Southwrite

Telling stories

When the Sharing Economy Becomes the Stealing Economy

Posted by southwrite on June 27, 2014

Frustrated womanIt’s beginning to look as if the sharing economy has become the “license to steal” economy for some big companies. Oakland, Calif.-based freelance writer and artist Susie Cagle discovered that recently when Yahoo used one of her illustrations as art for its Facebook promotion for a story on the sharing economy, but without any ask or compensation.

Even more galling the topic was one she had written about. In fact it was that story from which Yahoo swiped the art without the annoying bother of asking for permission or – God forbid – paying for it. You can see her article – The Case Against Sharing – and her art here. The article is a clear eyed appraisal of the sharing economy which tends to be very good for companies and their investors, but not so much for the ordinary people for whom it’s designed.

The Yahoo incident seems to be just another indicator of a well-established trend of devaluing the work of freelance writers, artists and other professionals. Content mills and large successful websites like VICE and the Huffington Post have made fortunes persuading writers to offer up their work for nothing or close to it. These sites and even well-established and respected publications like the venerable Atlantic Monthly have lately tried to get away without paying for work.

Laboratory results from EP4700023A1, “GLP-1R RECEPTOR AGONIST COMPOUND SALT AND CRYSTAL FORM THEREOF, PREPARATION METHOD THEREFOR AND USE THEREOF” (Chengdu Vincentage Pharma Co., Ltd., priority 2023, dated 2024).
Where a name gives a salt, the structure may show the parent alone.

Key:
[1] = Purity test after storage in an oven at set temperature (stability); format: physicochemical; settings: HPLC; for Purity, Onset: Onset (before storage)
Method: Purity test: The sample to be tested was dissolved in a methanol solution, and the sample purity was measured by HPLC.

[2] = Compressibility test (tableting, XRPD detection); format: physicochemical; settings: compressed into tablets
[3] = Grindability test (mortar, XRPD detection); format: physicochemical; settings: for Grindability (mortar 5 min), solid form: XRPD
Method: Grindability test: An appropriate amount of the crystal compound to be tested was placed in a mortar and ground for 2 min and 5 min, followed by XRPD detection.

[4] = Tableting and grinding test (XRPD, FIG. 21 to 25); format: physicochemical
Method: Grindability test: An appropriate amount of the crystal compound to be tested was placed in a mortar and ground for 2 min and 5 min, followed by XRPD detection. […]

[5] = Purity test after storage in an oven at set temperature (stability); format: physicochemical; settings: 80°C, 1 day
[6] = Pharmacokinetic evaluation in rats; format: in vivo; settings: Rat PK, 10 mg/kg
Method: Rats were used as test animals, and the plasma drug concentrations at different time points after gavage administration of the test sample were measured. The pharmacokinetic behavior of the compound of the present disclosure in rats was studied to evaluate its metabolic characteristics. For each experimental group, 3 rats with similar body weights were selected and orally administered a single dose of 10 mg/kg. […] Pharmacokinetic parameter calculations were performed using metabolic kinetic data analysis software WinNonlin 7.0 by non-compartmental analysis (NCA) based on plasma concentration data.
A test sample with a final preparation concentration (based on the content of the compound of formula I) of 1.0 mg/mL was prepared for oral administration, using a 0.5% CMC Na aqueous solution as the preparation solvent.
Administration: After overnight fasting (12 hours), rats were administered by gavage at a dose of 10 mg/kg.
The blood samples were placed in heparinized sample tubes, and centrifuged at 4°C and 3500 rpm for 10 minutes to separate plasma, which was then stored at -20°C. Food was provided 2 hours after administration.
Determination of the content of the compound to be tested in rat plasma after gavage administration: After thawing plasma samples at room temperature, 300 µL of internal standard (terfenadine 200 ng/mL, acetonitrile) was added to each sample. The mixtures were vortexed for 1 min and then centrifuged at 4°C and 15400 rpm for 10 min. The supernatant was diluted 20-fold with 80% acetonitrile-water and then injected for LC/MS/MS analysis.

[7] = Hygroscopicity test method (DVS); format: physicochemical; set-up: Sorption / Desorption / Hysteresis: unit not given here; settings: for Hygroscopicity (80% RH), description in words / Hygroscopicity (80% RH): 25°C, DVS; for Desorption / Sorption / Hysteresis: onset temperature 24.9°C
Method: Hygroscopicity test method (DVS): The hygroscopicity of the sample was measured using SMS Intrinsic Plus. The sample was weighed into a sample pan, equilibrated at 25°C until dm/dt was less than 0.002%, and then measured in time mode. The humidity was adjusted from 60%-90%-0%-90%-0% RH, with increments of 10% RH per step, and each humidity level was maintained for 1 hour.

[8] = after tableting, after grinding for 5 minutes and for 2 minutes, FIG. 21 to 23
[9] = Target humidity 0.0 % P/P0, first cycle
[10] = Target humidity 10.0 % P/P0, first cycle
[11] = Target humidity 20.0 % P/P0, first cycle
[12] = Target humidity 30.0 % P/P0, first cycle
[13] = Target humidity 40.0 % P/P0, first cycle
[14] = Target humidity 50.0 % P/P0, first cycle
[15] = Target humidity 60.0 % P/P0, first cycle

Like all trends it has filtered down from the big boys to the everyday schmuck trying to save a buck. A few years ago I was working at a university when the graphic designer came in to tell me the track coach had brought in a number of photos that he had copied from various website and wanted to use them in a brochure. Even after explaining to him the images were copyrighted and couldn’t be used without permission, he still wanted to do so.

As with Yahoo the people stealing should know better. I once found a magazine article I had written reprinted under the byline of a local blogger. Not only did she not pay for reprint use, but she didn’t bother to credit either me or the magazine. The article came down, but I wondered what were you thinking? You’re at least presenting yourself as a journalist, so you should have some idea of what it means to create something.

These are just a few examples, but there are hundreds, no thousands more.

Susie Cagle's illustration that found it's way to Yahoo article.

Susie Cagle’s illustration that was used to promote a Yahoo article about the sharing economy.

It’s hard to say where it will end, but in some ways we are at least partly to blame for this situation. Every time a writer agrees to contribute his work to a profit making site it cheapens the entire craft. The miserable writers who give away their work to enrich others make it that much harder for everyone else to make money. Soon it begins to seem that we’re not even entitled to make a living – of any kind.

So, if you’re thinking about not charging for your work not asking what you think you’re worth or not complaining when someone steals it, think again. You, me and everyone who makes this a profession are entitled to be paid.

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